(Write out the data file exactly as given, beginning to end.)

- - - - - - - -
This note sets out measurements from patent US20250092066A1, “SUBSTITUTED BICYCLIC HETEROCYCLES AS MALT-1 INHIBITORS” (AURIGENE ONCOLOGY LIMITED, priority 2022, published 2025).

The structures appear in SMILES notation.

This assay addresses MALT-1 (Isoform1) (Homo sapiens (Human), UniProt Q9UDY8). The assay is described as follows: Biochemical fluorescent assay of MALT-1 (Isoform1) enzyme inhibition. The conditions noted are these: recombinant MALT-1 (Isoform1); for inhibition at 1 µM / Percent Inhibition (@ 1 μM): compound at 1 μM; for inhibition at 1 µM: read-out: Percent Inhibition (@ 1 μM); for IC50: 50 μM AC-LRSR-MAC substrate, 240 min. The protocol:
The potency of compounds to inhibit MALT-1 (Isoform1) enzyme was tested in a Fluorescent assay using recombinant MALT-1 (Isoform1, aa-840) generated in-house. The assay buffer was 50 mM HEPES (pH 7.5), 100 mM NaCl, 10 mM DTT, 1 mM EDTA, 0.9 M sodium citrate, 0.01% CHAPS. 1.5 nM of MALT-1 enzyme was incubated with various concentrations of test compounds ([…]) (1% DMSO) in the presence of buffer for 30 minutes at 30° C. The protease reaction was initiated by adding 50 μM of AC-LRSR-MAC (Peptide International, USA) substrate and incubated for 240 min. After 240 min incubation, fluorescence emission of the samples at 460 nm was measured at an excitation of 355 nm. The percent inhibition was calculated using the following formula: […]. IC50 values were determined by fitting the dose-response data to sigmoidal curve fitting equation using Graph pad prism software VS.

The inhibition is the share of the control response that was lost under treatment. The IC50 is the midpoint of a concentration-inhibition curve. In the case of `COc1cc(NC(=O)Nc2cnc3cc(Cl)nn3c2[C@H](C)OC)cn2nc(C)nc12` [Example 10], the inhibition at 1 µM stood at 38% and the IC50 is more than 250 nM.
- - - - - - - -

This note sets out measurements from patent US20250092066A1, “SUBSTITUTED BICYCLIC HETEROCYCLES AS MALT-1 INHIBITORS” (AURIGENE ONCOLOGY LIMITED, priority 2022, published 2025).

The structures appear in SMILES notation.

This assay addresses MALT-1 (Isoform1) (Homo sapiens (Human), UniProt Q9UDY8). The assay is described as follows: Biochemical fluorescent assay of MALT-1 (Isoform1) enzyme inhibition. The conditions noted are these: recombinant MALT-1 (Isoform1); for inhibition at 1 µM / Percent Inhibition (@ 1 μM): compound at 1 μM; for inhibition at 1 µM: read-out: Percent Inhibition (@ 1 μM); for IC50: 50 μM AC-LRSR-MAC substrate, 240 min. The protocol:
The potency of compounds to inhibit MALT-1 (Isoform1) enzyme was tested in a Fluorescent assay using recombinant MALT-1 (Isoform1, aa-840) generated in-house. The assay buffer was 50 mM HEPES (pH 7.5), 100 mM NaCl, 10 mM DTT, 1 mM EDTA, 0.9 M sodium citrate, 0.01% CHAPS. 1.5 nM of MALT-1 enzyme was incubated with various concentrations of test compounds ([…]) (1% DMSO) in the presence of buffer for 30 minutes at 30° C. The protease reaction was initiated by adding 50 μM of AC-LRSR-MAC (Peptide International, USA) substrate and incubated for 240 min. After 240 min incubation, fluorescence emission of the samples at 460 nm was measured at an excitation of 355 nm. The percent inhibition was calculated using the following formula: […]. IC50 values were determined by fitting the dose-response data to sigmoidal curve fitting equation using Graph pad prism software VS.

The inhibition is the share of the control response that was lost under treatment. The IC50 is the midpoint of a concentration-inhibition curve. In the case of `COc1cc(NC(=O)Nc2cnc3cc(Cl)nn3c2[C@H](C)OC)cn2nc(C)nc12` [Example 10], the inhibition at 1 µM stood at 38% and the IC50 is more than 250 nM.